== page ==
FILE- In this April 26, 2018, file photo, Vincent Pepe stands outside the New York Stock Exchange where he works in the Financial District in New York. The U.S. stock market opens at 9:30 a.m. EDT on Friday, June 15. (AP Photo/Kathy Willens, File)

US stocks sink with other markets as trade worries rise

June 15, 2018 - 10:53 am

NEW YORK (AP) — U.S. stocks fell with other markets around the world on Friday after the Trump administration stepped up the trade dispute between the world's two biggest economies by announcing tariffs on $50 billion of imports from China.

China almost immediately said it will retaliate with its own tariffs of the same scale, raising the possibility of an escalating trade war that could leave the global economy as collateral damage. Barriers to trade could result in higher prices at stores for all kinds of products purchased by U.S. consumers, weaker profits for companies and slower growth around the world.

Many economists see free trade as a boon for the global economy, making it more efficient and allowing companies to earn bigger profits, which in turn leads to higher stock prices. President Donald Trump, though, has railed against the deficits that the United States has with other countries as unfair.

Investors have been closely following the United States' trade disputes with its partners, and many had expected Trump to announce tariffs against Chinese imports. The hope is that they are merely a negotiating tool, used to craft sweeping trade deals rather than as ends to themselves.

KEEPING SCORE: The S&P 500 was down 13 points, or 0.5 percent, at 2,769, as of 10:50 a.m. Eastern time. If it holds there, the index will have lost all its gains for the week and lock in its first weekly loss in a month. Energy stocks had the biggest losses, hurt by a sharp drop in the price of oil.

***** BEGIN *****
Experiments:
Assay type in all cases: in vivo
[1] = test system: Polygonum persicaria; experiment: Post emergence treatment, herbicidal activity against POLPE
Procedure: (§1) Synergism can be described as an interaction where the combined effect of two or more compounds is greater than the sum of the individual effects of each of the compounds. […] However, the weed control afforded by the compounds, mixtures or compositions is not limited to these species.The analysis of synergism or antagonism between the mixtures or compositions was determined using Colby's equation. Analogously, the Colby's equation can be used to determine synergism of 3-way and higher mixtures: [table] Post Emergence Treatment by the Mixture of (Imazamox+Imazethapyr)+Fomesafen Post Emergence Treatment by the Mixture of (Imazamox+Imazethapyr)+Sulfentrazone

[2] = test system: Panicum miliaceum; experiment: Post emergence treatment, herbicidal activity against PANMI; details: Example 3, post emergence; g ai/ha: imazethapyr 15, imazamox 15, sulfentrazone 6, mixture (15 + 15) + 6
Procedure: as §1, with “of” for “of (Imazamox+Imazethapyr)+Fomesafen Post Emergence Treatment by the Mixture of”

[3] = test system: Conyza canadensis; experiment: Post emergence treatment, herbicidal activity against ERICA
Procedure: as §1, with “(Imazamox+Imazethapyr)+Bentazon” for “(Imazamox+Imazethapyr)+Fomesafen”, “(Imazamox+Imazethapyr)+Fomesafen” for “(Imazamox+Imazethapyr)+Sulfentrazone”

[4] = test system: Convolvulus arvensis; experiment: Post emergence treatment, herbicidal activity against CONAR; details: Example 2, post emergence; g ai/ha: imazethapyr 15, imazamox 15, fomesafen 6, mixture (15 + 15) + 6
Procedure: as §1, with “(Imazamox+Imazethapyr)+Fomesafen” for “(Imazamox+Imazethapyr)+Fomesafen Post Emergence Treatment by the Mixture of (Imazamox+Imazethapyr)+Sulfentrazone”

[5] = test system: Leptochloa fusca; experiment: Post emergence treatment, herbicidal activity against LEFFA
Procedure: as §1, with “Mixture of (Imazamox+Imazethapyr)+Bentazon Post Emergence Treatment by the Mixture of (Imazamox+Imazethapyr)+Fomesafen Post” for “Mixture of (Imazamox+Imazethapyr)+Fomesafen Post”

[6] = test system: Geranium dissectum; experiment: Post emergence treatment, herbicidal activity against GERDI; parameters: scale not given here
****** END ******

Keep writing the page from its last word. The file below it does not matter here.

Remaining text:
The Dow Jones industrial average dropped 231 points, or 0.9 percent, to 24,948, and the Nasdaq composite sank 26, or 0.3 percent, to 7,734.

ANALYST'S TAKE: "Ultimately a negotiated solution is likely," said Shane Oliver, head of investment strategy at AMP Capital. But even though China and the U.S. probably want to negotiate, "the risks are high."

WORLD MARKETS: Stock markets in Europe and Asia were mostly down.

The DAX in Germany lost 0.5 percent, and the CAC 40 in France dipped 0.1 percent. In London, the FTSE 100 lost 1 percent. In Asia, South Korea's Kospi shed 0.8 percent, and the Hang Seng in Hong Kong fell 0.4 percent. Japan's Nikkei 225 index was an outlier and rose 0.5 percent.

YIELDS: Treasury yields fell for a second straight day, and the yield on the 10-year Treasury sank to 2.90 percent from 2.94 percent late Thursday. It has more than given up all its gains after the Federal Reserve indicated earlier in the week that two more interest-rate increases may be coming this year, which was a more aggressive path than some investors had expected.

The Fed has raised interest rates four times in the last year on the back of a growing economy. It is ahead of its other big counterparts around the world in getting conditions closer to normal after years of stimulus and record-low interest rates following the Great Recession.

The Bank of Japan said on Friday it would hold steady with its stimulus program. The European Central Bank, meanwhile, said on Thursday it would halt its bond-buying program after the end of the year, though it also pledged to hold off on rate increases through the summer of 2019.

OIL SLIDE: Benchmark U.S. crude fell $1.33 to $65.56 per barrel. Brent crude, the international standard, lost $1.73 to $74.21.

That helped drag energy in the S&P 500 down 1.6 percent for the largest loss among the 11 sectors that make up the index.

COMMODITIES: Gold dropped $21.70 to $1,286.60 per ounce, and silver fell 49 cents to $16.77 per ounce. The price of copper, which often moves with expectations for the strength of the economy, lost 5 cents, or 1.6 percent, to $3.17 per pound.

CURRENCIES: The dollar dipped to 110.55 Japanese yen from 110.57 yen late Thursday. The euro rose to $1.1616 from $1.1591, and the British pound fell to $1.3271 from $1.3281.


AP Business Writer Youkyung Lee contributed from Seoul, South Korea.

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